Monday, July 30, 2007

Sometimes you just have to go for it

I came up with a million reasons why I couldn't or shouldn't or didn't need to do a 30 mile bike ride yesterday: I've been sick... I had to get back to fulfill another commitment...a 12 mile ride did me in earlier in the week and I'd never gone farther than that...that last 4 miles was going to be REALLY HARD... but in my heart I really wanted to try it, and when I got to the point when I had to decide: turn around and come back along the nice flat rail trail, for a total of 22 miles, or keep going on hills and main roads, for 30, I went for it, even though I'd just fallen and given myself a nice deep bruise on my calf, even though my shoulders and neck were already aching.

This was the Harlem Valley Rail Ride, an annual event sponsored by Bike New York and our local rail trail association. It started and ended in Milllerton, and depending on whether you chose the 22, 30, 55, 75 or 100 miles rides, you covered up to 3 states and at least 6 or 7 towns. (I learned, to my amazement, that the hundred-milers also got to do a time trial up Winchell Mountain - that is STEEP.)

The first part, along the rail trail, was pretty easy, though I was constantly annoyed by a little boy who was zooming all over the trail, stopping unexpectedly, racing other kids, and generally not following rules of the road. I had no idea who he belonged to and really wanted to give him a talking-to. But I decided not to let him ruin my day, and put on a burst of speed to leave him behind. The rail trail is a lovely ride - mostly shaded, and it goes past farm fields and lovely vistas of the Harlem valley. At the first rest top (10 miles in) I fell off my bike and got a nice ugly bruise - it cramped up at first (a charley horse, I guess) but I shook it off.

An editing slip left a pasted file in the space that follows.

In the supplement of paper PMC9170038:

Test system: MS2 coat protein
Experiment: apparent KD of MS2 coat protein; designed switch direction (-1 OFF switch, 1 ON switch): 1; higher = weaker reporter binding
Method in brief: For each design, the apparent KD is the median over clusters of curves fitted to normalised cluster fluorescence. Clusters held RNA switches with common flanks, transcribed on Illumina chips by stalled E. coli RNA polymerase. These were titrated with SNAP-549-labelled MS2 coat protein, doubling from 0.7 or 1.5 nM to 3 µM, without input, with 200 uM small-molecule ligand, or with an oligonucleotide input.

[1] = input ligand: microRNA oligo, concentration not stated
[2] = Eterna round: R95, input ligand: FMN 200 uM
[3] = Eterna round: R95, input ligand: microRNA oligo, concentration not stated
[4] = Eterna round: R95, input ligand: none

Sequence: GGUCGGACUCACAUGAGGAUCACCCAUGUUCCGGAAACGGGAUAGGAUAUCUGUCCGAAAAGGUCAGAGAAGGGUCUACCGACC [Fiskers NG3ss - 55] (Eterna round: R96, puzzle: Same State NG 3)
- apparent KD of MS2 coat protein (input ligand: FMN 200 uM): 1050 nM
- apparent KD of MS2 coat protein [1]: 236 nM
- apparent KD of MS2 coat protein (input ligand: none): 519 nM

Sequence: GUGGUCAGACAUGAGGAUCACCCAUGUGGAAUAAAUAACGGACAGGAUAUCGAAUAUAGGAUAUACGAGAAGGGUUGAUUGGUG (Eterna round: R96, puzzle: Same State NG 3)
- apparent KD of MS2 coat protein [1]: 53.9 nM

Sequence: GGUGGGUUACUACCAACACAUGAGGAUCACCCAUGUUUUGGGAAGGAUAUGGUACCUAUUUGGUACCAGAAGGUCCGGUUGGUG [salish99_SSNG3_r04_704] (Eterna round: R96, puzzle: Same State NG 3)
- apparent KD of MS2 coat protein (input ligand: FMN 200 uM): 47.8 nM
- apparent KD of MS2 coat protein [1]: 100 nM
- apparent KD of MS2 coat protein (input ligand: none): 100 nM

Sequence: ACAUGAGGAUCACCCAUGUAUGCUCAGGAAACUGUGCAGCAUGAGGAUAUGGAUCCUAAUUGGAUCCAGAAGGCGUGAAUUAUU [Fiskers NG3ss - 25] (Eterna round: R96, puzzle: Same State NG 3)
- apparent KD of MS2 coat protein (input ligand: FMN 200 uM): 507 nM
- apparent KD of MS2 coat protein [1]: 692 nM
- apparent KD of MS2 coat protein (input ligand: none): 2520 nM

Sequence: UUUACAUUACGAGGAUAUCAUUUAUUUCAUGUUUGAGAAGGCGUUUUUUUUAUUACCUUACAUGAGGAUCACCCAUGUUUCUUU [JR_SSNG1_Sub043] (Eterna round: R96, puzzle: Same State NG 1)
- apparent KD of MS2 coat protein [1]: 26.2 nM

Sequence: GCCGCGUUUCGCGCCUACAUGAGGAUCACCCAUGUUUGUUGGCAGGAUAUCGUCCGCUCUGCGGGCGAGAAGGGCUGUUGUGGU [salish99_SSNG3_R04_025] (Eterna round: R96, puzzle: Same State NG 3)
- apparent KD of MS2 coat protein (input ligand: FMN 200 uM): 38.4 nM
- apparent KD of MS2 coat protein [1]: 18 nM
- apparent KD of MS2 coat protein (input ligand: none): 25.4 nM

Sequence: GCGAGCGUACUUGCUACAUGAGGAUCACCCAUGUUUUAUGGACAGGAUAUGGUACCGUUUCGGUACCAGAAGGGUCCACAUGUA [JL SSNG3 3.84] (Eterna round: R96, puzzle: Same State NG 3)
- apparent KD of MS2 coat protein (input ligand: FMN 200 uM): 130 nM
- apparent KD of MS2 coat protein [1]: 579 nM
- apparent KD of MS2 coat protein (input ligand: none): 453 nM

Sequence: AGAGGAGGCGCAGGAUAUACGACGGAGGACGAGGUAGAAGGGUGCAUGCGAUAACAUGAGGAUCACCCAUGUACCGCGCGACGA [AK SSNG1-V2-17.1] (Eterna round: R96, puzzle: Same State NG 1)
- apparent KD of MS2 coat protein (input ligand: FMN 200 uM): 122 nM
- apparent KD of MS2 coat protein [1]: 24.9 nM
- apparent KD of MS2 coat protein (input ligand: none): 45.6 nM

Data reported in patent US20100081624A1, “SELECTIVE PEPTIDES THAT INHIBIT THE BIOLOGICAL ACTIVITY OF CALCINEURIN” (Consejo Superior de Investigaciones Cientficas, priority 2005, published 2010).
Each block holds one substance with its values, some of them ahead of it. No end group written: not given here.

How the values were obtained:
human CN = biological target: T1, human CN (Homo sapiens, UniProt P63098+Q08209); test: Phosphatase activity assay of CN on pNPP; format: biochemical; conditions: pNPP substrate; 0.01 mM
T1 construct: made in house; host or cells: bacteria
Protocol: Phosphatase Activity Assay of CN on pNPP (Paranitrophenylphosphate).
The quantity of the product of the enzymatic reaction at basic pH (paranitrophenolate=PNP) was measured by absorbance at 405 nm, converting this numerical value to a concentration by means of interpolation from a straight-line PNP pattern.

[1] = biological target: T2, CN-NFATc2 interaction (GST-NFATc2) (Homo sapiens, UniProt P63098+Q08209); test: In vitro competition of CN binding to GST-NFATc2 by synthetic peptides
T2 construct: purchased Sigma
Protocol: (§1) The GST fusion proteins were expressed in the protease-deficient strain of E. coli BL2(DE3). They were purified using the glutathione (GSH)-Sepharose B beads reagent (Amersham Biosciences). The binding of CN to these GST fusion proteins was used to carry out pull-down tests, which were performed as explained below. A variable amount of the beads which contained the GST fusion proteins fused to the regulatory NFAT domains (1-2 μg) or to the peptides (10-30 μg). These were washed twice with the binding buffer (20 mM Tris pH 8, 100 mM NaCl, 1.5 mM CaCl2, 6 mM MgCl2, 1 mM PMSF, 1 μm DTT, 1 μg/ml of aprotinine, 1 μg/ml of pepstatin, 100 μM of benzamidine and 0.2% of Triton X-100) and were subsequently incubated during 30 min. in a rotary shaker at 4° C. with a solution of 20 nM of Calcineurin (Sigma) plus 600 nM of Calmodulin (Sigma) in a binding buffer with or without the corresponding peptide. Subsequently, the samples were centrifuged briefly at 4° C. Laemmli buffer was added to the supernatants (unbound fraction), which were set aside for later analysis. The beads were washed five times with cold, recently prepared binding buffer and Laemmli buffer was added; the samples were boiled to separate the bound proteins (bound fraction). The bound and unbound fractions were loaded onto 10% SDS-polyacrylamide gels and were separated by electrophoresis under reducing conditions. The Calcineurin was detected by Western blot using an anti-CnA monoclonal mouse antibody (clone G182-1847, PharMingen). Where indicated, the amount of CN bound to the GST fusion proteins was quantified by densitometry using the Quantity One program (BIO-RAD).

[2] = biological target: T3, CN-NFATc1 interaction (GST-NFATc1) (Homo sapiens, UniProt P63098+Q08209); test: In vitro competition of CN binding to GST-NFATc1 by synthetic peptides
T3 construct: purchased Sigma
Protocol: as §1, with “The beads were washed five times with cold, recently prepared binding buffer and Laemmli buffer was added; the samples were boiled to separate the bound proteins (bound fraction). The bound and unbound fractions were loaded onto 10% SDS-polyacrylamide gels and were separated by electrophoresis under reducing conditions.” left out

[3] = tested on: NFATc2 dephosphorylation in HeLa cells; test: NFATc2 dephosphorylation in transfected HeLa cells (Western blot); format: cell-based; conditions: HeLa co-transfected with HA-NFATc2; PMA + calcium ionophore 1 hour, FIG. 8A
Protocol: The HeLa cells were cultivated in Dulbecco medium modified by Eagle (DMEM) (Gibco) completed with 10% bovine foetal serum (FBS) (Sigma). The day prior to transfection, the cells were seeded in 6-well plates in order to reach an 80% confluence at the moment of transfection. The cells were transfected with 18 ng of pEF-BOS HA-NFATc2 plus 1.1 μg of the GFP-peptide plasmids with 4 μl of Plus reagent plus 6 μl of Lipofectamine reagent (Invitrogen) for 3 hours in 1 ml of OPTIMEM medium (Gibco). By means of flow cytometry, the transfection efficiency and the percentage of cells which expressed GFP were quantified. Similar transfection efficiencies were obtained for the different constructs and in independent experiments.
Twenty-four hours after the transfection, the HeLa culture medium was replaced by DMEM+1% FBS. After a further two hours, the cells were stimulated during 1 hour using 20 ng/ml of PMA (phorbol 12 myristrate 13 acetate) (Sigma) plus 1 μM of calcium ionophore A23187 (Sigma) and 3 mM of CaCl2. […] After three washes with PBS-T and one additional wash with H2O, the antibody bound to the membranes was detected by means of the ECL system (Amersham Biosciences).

My nutrition plan, such as it was, was to drink Cytomax (I liked it - the cranberry grapefruit is tasty and sat well on my stomach) tons of water, have gu's that I brought and whatever I could scarf up at the rest stops. The first one offered bananas, accelerade (ICK!) cookies, and peanut butter sandwiches. I had a banana and cookie and threw a sandwich into the seatpack for later.)

The next section of trail, still flat, went all the way to the Wassaic train station, alongside the trains. For some reason at that point I thought I was the very last rider - it seemed most people at the rest stop were turning around, and I'd started late so most of the 30 milers and up had already passed. I got lost for a moment as I entered the village of Wassaic (after a brief but hair-raising moment along Route 22, the very large, very fast main road) but it's such a sweet little town, with adorable ramshackle country houses, meandering gardens, (I had my camera but almost never took it out, except for the rest stops) and winding roads, that I stopped worrying about anything. My legs felt strong, I wasn't getting too tired, and my arms and shoulders were holding up OK.

The road curved back north through the Oblong valley - there is no prettier landscape anywhere, I dare say. Rolling hills, ponds and streams, fields of corn and wildflowers - Every hundred feet was another perfect postcard view. I realized there were a lot of other bikers around after all - I was catching up to some, and the 50 milers were rejoining the group after an extra loop down to Kent. Most of the people who passed me were on sleek and skinny road bikes (I've been really wishing to get one to replace or add to my heavy clunky old Trek 830, which probably weighs 35 pounds).